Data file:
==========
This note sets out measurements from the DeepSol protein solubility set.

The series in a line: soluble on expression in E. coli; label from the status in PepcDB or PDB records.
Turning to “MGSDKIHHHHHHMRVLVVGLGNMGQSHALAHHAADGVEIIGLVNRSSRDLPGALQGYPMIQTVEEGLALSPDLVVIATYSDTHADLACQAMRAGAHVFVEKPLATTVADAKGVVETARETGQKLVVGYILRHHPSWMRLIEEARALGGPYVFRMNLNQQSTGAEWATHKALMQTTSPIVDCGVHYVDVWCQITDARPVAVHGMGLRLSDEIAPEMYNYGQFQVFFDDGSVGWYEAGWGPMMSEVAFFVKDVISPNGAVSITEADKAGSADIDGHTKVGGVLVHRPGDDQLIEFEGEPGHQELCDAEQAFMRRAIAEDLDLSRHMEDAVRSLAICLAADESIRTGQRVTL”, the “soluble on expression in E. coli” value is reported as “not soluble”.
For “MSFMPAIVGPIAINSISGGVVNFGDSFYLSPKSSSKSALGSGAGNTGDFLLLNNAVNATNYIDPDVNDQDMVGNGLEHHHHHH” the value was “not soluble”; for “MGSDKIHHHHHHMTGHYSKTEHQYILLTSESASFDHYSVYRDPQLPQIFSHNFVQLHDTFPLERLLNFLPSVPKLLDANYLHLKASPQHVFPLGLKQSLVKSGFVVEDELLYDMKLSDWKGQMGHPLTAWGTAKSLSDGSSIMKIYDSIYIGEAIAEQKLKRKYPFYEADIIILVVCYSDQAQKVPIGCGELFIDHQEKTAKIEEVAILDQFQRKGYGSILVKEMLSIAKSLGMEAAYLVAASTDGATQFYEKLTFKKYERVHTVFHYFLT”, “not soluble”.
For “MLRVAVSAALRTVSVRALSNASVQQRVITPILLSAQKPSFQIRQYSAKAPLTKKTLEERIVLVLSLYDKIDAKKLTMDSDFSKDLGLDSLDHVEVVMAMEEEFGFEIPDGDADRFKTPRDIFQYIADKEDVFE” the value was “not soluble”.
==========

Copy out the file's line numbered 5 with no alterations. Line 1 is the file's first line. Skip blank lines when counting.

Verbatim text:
For “MLRVAVSAALRTVSVRALSNASVQQRVITPILLSAQKPSFQIRQYSAKAPLTKKTLEERIVLVLSLYDKIDAKKLTMDSDFSKDLGLDSLDHVEVVMAMEEEFGFEIPDGDADRFKTPRDIFQYIADKEDVFE” the value was “not soluble”.